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tenth of one percent of ICE's special agents have been engaged in Operation In Our Sites. ICE believes this represents a very good use of limited resources to combat a massive and costly problem for American businesses.

10. In the course of a separate action against online child pornography, ICE seized the domain name mooo.eom, including 84,000 of its sub-domains, many of which hosted innocent websites. What steps is ICE taking to ensure that this mistake is not repeated in future domain seizures, including those related to copyright infringement?

As you note, this action was conducted against online child pornography. ICE and DOJ have issued guidance to the field on the investigations of sub-domains.

a. For enforcement actions against websites hosted on sub-domains, can ICE selectively seize a single sub-domain through the registry operator (such as Verisign for .com domains), or must it work with the domain owner (such as the owner of mooo.com) in order to avoid disabling all other sub-domains in addition to the target?

ICE will continue to work with registry operators and domain owners to selectively seize a sub-domain if such seizure is ordered by a federal court.

11. In February of this year, the domain names of six different websites were reportedly seized in Operation In Our Sites, for alleged infringement related to streams of sports broadcasts. A recent news report indicated that five of those six websites continue to be accessible through other domain names. The only exception is the website located at channelsurfing.net, which also migrated to other domain names immediately after the seizure and was shut down only after its owner was arrested. In light of this record, do you continue to believe that domain seizures are effective in significantly disrupting onlinefnfringement? How does ICE measure the continued effectiveness of its domain seizures in cutting off access to the targeted websites?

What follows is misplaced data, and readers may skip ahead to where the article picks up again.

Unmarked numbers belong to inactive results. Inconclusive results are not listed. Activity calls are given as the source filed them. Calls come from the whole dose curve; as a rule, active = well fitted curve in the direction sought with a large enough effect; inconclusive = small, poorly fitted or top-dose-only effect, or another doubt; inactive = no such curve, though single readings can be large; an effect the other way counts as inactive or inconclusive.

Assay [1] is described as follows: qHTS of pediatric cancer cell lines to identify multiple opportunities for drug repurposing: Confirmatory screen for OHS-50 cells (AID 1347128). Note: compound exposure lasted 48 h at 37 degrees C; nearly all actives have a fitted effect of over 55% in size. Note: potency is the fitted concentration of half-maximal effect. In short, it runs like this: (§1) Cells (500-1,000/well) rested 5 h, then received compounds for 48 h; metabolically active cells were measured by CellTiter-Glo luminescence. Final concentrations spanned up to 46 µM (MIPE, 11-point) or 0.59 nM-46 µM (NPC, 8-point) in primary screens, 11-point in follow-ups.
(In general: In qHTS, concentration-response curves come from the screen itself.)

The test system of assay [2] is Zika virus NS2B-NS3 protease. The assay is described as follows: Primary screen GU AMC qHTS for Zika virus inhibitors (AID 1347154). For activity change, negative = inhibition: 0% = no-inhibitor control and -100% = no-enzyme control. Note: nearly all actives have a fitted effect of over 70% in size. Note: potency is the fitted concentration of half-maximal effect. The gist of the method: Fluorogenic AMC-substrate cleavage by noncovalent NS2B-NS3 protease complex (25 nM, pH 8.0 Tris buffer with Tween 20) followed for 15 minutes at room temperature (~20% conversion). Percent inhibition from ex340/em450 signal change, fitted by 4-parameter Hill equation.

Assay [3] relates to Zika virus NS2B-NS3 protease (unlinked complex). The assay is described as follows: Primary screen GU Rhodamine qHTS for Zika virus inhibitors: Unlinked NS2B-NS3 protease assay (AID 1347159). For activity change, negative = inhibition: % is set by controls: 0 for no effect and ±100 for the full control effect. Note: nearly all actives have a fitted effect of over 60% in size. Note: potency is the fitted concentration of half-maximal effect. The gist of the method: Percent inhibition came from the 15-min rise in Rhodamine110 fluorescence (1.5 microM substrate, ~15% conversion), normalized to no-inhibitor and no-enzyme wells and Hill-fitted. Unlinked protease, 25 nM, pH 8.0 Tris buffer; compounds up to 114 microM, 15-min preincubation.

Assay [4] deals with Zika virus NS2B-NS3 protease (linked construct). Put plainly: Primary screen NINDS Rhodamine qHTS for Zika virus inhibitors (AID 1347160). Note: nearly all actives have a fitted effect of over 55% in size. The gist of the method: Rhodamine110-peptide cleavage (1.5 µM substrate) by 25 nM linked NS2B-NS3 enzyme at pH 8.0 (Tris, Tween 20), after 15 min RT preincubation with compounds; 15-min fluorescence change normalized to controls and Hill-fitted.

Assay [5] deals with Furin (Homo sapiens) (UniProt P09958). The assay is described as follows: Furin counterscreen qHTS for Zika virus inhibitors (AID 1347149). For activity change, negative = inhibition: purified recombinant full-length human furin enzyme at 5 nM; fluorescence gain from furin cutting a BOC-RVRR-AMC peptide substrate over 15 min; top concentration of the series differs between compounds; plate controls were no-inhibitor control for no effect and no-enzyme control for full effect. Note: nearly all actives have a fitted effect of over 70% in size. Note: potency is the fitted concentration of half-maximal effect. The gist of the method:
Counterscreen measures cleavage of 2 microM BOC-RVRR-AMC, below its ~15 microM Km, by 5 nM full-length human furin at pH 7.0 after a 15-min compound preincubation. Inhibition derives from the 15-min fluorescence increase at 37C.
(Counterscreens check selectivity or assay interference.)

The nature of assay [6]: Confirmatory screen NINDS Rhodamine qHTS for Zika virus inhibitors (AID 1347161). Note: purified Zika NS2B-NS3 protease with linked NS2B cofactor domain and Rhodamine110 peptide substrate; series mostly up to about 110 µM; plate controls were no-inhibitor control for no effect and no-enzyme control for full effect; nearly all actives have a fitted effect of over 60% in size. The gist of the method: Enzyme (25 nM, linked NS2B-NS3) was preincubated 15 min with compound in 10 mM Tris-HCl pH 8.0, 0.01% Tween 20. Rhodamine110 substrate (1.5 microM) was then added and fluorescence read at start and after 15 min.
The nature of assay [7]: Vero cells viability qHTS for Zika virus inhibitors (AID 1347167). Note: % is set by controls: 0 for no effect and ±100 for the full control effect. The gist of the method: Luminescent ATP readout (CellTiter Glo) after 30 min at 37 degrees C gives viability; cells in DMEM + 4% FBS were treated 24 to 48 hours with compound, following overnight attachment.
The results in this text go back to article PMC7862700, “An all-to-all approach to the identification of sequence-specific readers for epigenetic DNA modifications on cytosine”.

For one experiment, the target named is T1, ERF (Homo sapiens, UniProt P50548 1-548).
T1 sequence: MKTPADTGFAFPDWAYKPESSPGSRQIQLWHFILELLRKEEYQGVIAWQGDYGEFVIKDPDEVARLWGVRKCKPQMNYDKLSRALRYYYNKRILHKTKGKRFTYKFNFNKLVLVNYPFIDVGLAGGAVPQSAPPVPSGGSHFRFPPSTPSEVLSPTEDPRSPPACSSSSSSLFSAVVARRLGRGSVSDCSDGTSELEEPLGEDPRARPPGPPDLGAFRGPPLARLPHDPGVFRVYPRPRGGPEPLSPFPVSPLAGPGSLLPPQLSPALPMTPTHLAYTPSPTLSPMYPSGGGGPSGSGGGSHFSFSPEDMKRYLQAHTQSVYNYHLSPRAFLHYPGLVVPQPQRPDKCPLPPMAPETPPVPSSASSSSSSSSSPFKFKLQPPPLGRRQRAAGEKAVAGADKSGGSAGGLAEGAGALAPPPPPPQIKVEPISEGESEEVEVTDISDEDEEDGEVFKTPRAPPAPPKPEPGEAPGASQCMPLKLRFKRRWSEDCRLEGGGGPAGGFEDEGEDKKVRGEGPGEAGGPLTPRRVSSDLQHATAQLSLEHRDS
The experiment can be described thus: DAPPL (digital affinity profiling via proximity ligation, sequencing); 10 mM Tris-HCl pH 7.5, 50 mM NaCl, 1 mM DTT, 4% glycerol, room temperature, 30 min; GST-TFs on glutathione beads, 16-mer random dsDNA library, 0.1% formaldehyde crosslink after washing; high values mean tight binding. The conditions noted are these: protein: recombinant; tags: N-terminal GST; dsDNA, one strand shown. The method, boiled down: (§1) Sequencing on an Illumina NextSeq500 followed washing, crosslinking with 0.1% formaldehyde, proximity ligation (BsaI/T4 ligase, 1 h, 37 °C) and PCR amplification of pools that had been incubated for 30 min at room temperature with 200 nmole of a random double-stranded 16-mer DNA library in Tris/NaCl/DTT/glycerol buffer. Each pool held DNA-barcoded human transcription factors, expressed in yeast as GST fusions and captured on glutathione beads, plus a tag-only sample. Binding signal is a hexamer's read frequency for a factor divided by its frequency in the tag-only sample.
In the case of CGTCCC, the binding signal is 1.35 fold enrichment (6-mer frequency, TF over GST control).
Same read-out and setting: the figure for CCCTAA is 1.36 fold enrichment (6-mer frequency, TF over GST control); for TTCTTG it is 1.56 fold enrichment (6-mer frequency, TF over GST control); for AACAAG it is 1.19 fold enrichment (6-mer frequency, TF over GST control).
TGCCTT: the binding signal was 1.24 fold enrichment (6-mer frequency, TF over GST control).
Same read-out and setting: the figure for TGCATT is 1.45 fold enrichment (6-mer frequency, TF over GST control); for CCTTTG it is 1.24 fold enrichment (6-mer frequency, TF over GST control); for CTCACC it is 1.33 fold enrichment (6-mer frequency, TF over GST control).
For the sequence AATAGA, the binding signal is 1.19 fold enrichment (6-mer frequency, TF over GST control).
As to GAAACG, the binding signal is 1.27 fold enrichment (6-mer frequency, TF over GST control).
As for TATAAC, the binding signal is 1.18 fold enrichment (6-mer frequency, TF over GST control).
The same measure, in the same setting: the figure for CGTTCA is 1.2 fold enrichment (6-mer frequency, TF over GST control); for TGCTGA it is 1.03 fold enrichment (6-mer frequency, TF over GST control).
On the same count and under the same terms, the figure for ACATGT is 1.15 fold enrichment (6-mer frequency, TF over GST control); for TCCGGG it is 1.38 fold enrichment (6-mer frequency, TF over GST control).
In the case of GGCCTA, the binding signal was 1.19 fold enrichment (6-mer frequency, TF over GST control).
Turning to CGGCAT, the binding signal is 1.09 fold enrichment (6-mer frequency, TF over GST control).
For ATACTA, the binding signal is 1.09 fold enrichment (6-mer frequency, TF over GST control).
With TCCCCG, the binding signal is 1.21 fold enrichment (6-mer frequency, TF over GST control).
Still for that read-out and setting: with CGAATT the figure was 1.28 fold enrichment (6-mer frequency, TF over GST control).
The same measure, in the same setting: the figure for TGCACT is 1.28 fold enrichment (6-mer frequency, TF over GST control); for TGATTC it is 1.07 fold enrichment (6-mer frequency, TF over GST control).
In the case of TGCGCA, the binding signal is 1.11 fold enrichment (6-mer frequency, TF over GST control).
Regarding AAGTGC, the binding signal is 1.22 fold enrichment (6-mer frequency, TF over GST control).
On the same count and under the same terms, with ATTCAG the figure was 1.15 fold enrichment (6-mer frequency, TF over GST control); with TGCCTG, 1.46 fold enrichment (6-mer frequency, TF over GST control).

Success in law enforcement is often measured by a combination of specific criminal enforcement as well as deterrence caused by such enforcement. In intellectual property enforcement, public awareness of the criminal activity is also critical, both from a consumer protection standpoint as well as reducing demand for counterfeit goods or pirated content.

In addition to arrests, asset seizures, and incapacitation of websites engaged in piracy or hard goods counterfeiting, Operation In Our Sites has already demonstrated success in deterrence and raising awareness. Following Operation In Our Sites v. 1.0, conducted on June 30, 2010, ICE was notified that 81 other sites offering pirated material voluntarily stopped offering illegally copyrighted material. This is a general deterrence not often seen in criminal enforcement.

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Indeed, of the first 9 domain names seized in Operation In Our Sites in June 2010, only two of the sites returned to offer illegally-copyrighted content. This level of specific deterrence, and lack of recidivism, is rare in law enforcement.

The domain names seized now display an electronic seizure banner that notifies both the site owner and viewers that a federal court order has been issued for the domain name and educates them that willful copyright infringement is a federal crime. As of April 11, 2011, there have been over 45 million hits to the seizure banners on 120 seized sites. ICE does not record the Internet Protocol addresses of those individuals that hit the banner, but the collective number of "hits" indicates public awareness about the criminal laws against copyright violation and trademark infringement has increased.